Volunteers for annual festival working hard

Published 12:00 am Sunday, April 17, 2005

Although it's still a few months away, volunteers are already bending over backwards to make this year's Festival of the Hills the best yet.

The fun will take place at Ohio University Southern on September 10 and 11, from 10 a.m. to 5 p.m. on Saturday and 11 a.m. to 5 p.m. on Sunday.

There's still about five months until the festivities begin, but some of the attractions for the 2005 festival have already been lined up.

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Mr. Wizard will be on hand with some scientific wonder, as will a live petting zoo and face painting.

King's Daughters Medical Center will provide a slightly more practical service with health checks, and the Briggs Lawrence County Library will provide children's games.

As a special treat for the tots, Saturday will be the festival's Children's Day, where little ones under 12 will be admitted free and receive a bag of popcorn and ticket for a pony ride.

Youngsters aren't the only ones the event coordinators are looking to please. Those who like a little learning with their fun will be happy to hear that the festival will feature Civil War memorabilia, a refurbished hearse belonging to Tom Phillips and Boy Scout troop 106 with their Boy Scout village.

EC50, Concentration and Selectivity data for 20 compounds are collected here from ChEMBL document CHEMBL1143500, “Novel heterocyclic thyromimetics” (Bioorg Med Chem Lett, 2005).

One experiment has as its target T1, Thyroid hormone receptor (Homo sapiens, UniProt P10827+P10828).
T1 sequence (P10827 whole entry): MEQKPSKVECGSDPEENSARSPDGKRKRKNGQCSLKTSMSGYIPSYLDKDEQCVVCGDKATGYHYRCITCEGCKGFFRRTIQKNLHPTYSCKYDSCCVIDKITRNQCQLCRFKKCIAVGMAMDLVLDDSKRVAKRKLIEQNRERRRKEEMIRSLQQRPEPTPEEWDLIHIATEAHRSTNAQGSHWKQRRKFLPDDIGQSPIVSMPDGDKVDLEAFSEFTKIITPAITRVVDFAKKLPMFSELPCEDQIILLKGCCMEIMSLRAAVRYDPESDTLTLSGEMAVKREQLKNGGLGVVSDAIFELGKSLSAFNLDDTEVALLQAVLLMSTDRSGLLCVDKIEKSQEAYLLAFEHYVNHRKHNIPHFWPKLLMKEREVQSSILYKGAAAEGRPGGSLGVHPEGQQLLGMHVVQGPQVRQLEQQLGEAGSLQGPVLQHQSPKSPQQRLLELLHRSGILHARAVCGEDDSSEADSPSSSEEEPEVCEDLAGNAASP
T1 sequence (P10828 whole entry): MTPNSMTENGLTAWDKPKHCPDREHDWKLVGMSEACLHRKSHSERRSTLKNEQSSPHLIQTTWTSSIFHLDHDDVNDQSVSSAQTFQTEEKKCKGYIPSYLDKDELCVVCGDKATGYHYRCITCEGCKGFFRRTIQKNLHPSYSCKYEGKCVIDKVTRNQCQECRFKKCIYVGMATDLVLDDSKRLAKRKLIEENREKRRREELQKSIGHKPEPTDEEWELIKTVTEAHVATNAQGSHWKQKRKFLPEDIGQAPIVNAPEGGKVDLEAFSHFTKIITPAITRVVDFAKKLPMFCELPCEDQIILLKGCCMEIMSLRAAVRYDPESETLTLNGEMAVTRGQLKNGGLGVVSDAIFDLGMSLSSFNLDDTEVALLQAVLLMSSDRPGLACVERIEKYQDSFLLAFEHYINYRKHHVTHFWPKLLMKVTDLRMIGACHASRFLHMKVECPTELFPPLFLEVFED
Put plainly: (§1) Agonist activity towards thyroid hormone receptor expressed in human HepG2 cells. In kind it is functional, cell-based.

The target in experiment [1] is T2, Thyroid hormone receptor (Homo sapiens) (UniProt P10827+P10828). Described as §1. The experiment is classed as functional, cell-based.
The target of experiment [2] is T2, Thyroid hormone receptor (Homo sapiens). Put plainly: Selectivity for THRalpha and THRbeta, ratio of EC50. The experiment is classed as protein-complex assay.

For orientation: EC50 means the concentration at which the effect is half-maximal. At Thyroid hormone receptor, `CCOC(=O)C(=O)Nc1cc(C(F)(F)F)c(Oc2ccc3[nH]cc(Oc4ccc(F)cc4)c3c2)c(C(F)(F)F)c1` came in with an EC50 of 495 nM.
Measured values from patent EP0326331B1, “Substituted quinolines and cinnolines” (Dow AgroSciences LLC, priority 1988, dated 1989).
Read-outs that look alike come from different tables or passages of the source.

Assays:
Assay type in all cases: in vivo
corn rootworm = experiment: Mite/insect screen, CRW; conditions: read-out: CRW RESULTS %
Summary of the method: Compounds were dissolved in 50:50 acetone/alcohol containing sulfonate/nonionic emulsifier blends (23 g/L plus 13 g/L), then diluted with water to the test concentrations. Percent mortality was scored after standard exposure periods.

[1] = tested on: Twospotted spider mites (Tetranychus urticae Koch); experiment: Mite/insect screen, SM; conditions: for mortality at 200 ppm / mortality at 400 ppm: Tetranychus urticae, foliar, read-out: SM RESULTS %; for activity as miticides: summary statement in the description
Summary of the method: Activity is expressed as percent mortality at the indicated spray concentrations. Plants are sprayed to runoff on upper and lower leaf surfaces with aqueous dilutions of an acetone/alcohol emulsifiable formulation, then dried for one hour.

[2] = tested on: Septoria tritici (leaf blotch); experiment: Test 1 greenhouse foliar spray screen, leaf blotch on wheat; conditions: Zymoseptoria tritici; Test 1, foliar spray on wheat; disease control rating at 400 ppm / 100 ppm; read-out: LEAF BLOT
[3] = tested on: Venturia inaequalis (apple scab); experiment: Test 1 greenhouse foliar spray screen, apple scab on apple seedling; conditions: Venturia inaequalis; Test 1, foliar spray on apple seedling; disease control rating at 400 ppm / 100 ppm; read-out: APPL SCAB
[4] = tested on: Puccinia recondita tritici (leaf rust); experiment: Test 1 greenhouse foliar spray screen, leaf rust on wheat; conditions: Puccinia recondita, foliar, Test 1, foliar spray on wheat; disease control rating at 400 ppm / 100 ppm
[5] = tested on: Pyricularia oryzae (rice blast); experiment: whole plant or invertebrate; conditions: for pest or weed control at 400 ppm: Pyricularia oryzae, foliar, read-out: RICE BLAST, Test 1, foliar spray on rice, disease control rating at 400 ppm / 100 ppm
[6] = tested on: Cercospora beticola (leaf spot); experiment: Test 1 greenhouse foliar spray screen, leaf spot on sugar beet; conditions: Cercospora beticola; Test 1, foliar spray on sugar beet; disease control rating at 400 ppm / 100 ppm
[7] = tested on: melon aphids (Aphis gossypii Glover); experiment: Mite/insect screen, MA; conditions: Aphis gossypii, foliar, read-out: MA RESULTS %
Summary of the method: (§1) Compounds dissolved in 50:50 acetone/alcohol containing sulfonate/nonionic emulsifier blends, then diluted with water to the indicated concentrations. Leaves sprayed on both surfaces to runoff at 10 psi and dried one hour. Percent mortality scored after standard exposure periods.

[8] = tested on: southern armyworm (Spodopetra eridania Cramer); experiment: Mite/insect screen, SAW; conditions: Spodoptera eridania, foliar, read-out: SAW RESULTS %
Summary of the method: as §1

The festival will also offer some untraditional fair for concessions, forgoing elephant ears and cotton candy for homemade chicken and noodles, beans and cornbread and even ostrich burgers.

Volunteers have toiled since January to produce the festival, which celebrates the cultural heritage of Lawrence County. Dott Mayne, a festival volunteer, estimated that over 100 volunteers would put their noses to the grindstone to continue the festival tradition, now in its 19th year.

"We feel like the heritage of Lawrence County is very rich with a lot of history and a lot of our families go way back," Mayne said. "There's so much history connected with it, and we'd like to give that back to the community, particularly the children get a lot out of seeing the things our grandparents did when they were growing up.